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Walugas Lexi Ross out-jumps all in the state, even high schoolers

Had Lexi Ross jumped her personal best in the high jump at this year's high school state track meet in Eugene, she would have breezed to a state championship.

Only one thing stood in her way. Ross isn't in high school yet. She's an eighth-grader at Waluga Junior High School and has only been jumping for about a year.

It is a fairly remarkable feat for someone who has only been on a track team for a year. Ross has always been athletic, competing in basketball, soccer and volleyball over the years. She is also the younger sister of Katie Ross, a three-time district tennis champion.

'Lexi competes in pretty much every sport except tennis, actually. I think she's quit more sports than I've ever played,' said Lexi's father Burl.

But it wasn't until a gym class in the spring of her seventh grade year at Waluga that Ross added track to her resumè.

On that day, students were practicing the event in P.E. and Ross was easily clearing the heights that were set up and then took her place in line again, waiting for another attempt.

After easily clearing another height, one of the coaches approached her and said, 'Did you know you just broke the school record?'

'I had no idea. The coaches told me I had to go out for track the next year,' Lexi said.

But it was too late to sign up for the school's track team. Ross was determined to compete in track the following year and stayed in shape with other sports.

When this spring rolled around, Ross continued where she left off, clearing the respectable height of 4-10 when practices began.

During school practices, her coaches wouldn't allow her to even attempt jumps much higher than 5-0 and the conditions in the gym were much different than ones she experienced in meets.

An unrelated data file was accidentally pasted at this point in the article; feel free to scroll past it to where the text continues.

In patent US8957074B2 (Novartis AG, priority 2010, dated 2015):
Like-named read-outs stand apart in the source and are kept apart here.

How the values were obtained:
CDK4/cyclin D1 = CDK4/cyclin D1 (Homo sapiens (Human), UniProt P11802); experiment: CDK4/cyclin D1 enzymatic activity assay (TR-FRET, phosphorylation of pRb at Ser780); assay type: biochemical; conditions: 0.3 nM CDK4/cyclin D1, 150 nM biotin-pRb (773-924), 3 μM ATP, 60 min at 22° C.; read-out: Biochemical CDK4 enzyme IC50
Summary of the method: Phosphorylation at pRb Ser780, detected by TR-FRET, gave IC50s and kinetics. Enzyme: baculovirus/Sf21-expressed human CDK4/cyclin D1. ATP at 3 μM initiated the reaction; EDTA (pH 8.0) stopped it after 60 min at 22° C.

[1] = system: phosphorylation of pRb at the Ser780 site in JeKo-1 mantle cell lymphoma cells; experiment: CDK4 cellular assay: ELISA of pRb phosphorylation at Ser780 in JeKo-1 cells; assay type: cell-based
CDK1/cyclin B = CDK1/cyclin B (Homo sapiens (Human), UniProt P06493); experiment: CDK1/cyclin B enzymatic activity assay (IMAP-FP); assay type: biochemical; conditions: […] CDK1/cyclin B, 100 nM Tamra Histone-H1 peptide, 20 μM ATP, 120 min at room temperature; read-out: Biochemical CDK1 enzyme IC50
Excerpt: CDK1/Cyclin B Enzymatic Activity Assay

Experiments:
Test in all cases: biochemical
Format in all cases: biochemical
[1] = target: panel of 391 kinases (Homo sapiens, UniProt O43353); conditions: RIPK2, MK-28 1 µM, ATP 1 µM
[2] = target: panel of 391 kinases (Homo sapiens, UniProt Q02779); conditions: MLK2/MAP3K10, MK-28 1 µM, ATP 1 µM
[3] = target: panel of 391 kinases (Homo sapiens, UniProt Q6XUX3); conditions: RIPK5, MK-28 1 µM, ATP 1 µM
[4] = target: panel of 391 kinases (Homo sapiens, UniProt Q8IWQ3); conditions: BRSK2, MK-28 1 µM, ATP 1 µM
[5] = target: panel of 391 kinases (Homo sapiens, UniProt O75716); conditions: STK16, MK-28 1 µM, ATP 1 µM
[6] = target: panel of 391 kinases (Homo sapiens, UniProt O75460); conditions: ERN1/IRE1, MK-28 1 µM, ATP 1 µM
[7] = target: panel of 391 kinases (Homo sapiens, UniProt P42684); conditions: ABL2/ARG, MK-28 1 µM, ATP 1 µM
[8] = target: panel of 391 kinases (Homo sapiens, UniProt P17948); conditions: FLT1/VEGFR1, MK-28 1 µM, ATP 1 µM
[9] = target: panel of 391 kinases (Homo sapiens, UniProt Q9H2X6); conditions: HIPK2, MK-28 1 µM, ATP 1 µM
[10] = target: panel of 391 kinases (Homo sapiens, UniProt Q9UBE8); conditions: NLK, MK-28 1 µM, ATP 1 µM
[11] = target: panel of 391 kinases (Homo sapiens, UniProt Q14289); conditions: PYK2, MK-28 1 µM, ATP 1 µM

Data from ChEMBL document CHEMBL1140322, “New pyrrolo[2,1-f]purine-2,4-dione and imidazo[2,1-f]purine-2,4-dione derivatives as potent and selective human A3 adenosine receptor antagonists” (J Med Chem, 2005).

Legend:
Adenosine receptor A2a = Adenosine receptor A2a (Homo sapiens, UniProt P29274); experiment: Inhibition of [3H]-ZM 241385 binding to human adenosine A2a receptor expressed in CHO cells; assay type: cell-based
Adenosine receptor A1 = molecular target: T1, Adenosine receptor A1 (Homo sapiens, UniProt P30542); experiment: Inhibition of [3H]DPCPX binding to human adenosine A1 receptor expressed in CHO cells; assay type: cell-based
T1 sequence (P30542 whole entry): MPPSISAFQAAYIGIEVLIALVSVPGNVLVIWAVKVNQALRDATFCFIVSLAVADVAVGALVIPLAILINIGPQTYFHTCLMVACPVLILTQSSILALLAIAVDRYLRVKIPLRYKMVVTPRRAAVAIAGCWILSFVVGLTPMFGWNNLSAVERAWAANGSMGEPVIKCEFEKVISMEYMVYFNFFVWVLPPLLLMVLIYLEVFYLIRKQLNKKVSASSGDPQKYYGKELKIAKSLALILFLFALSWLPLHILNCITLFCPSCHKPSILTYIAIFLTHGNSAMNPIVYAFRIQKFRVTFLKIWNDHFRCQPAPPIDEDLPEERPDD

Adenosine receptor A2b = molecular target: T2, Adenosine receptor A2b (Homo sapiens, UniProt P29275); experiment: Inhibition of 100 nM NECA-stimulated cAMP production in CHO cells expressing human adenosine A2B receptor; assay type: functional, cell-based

'In practice you're in the gym and you're not wearing spikes. You just jump and hope you don't land in the cement wall,' Lexi said.

Finally, when the district meet came along, Ross was able to let loose. Earlier in the season, she had made a deal with her father. Since the age of four she had wanted a cat and, finally, her father told her that if she jumped 5-6 he would buy her one.

'I gave her this goal which I thought was completely ridiculous and unattainable and she beat it in two months,' her dad said.

At districts, Ross easily cleared her early heights and then had a miss at 5-4. But that was hardly a setback as she cleared that height on her next attempt, bumping her up to 5-6 a height that, if cleared, would be higher than nearly every high school jumper in Oregon.

Ross cleared the bar with relative ease and she will be receiving her kitten in just a few weeks.

At the district meet, Ross also won the shot put and finished third in the 200 meters.

When the high school state meet concluded in Eugene this year, the winning high jump in cold and rainy conditions was 5-4.

'It was funny. I had coaches coming up to me at school and saying that I would have won state this year,' Lexi said.

Just recently, Ross competed at the State Junior Olympics at Willamette University in Salem and won that event as well with a jump of 5-3. That qualified her for the regional event later in the month and a similar jump at that meet will likely earn her a spot at nationals in Baltimore, in July.

Ross is also participating in a training camp at the University of Oregon this summer where she will train in all of the heptathlon events.

'I'll probably take up something like javelin in high school and probably the triple jump,' Lexi said.

For now, Ross continues to train and hopes to make the varsity volleyball team at Lakeridge as a freshman in the fall. Then she will turn her attention to track once again and has set another high goal for herself.

By the end of high school she hopes to jump 6-0 because her father made another deal with her. If she clears that height, her dad will buy her a car.